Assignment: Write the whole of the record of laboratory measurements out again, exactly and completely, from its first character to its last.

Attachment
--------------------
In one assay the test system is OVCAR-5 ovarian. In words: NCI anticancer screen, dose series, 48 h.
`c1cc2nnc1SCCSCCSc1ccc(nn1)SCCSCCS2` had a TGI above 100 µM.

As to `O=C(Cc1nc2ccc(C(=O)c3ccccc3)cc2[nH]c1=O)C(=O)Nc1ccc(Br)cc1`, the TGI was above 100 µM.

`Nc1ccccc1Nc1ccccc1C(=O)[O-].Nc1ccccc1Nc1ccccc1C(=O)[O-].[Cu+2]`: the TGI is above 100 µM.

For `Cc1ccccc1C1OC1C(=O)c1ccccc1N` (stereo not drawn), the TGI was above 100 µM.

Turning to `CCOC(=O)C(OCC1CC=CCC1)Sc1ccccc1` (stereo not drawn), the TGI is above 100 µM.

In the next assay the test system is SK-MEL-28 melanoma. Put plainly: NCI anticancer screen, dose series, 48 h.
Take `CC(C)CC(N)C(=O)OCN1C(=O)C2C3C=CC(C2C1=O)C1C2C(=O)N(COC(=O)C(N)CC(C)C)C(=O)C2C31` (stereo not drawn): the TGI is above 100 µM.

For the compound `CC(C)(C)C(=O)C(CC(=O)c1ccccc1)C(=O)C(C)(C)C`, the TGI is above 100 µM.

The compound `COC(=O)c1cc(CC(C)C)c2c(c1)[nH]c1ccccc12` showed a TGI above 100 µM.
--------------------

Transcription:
In one assay the test system is OVCAR-5 ovarian. In words: NCI anticancer screen, dose series, 48 h.
`c1cc2nnc1SCCSCCSc1ccc(nn1)SCCSCCS2` had a TGI above 100 µM.

As to `O=C(Cc1nc2ccc(C(=O)c3ccccc3)cc2[nH]c1=O)C(=O)Nc1ccc(Br)cc1`, the TGI was above 100 µM.

`Nc1ccccc1Nc1ccccc1C(=O)[O-].Nc1ccccc1Nc1ccccc1C(=O)[O-].[Cu+2]`: the TGI is above 100 µM.

For `Cc1ccccc1C1OC1C(=O)c1ccccc1N` (stereo not drawn), the TGI was above 100 µM.

Turning to `CCOC(=O)C(OCC1CC=CCC1)Sc1ccccc1` (stereo not drawn), the TGI is above 100 µM.

In the next assay the test system is SK-MEL-28 melanoma. Put plainly: NCI anticancer screen, dose series, 48 h.
Take `CC(C)CC(N)C(=O)OCN1C(=O)C2C3C=CC(C2C1=O)C1C2C(=O)N(COC(=O)C(N)CC(C)C)C(=O)C2C31` (stereo not drawn): the TGI is above 100 µM.

For the compound `CC(C)(C)C(=O)C(CC(=O)c1ccccc1)C(=O)C(C)(C)C`, the TGI is above 100 µM.

The compound `COC(=O)c1cc(CC(C)C)c2c(c1)[nH]c1ccccc12` showed a TGI above 100 µM.